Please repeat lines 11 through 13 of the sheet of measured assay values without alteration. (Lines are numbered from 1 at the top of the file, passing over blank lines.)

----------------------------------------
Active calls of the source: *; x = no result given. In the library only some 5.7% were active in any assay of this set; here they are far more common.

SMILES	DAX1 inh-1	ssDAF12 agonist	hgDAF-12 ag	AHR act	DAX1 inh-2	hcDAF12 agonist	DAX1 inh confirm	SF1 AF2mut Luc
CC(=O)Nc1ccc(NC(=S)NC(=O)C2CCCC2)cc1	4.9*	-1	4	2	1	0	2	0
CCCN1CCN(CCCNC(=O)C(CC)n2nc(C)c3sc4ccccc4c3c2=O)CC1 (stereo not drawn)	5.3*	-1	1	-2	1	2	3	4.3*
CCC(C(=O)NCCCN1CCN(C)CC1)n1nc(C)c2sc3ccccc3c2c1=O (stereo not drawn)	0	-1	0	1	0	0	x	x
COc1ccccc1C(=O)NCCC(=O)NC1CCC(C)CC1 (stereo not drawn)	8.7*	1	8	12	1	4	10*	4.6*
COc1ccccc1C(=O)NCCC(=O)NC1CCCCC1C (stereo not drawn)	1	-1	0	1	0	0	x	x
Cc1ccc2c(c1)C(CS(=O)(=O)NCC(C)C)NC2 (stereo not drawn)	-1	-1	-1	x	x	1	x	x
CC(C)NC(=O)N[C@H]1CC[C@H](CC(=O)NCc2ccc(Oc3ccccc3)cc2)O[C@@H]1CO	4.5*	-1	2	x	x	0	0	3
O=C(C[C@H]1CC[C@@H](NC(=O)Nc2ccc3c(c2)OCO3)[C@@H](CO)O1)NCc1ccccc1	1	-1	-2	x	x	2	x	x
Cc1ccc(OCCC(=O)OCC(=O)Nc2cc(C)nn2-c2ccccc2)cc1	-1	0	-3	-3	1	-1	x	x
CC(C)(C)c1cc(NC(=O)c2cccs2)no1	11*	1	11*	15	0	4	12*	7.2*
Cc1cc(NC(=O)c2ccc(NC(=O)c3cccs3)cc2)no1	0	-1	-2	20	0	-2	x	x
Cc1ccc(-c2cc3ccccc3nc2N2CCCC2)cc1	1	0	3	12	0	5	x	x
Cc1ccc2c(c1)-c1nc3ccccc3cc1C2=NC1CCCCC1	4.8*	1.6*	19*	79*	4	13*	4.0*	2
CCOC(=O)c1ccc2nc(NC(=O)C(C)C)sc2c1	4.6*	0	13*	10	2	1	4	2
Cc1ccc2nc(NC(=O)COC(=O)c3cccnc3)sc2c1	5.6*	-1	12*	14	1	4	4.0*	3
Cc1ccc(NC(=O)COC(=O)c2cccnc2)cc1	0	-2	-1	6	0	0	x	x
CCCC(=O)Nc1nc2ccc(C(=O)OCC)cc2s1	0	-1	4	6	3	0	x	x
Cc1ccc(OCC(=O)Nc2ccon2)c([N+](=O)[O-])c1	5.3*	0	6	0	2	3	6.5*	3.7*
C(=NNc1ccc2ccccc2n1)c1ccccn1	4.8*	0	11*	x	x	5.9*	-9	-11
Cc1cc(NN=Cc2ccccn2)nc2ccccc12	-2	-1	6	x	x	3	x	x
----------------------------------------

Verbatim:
Cc1ccc(OCCC(=O)OCC(=O)Nc2cc(C)nn2-c2ccccc2)cc1	-1	0	-3	-3	1	-1	x	x
CC(C)(C)c1cc(NC(=O)c2cccs2)no1	11*	1	11*	15	0	4	12*	7.2*
Cc1cc(NC(=O)c2ccc(NC(=O)c3cccs3)cc2)no1	0	-1	-2	20	0	-2	x	x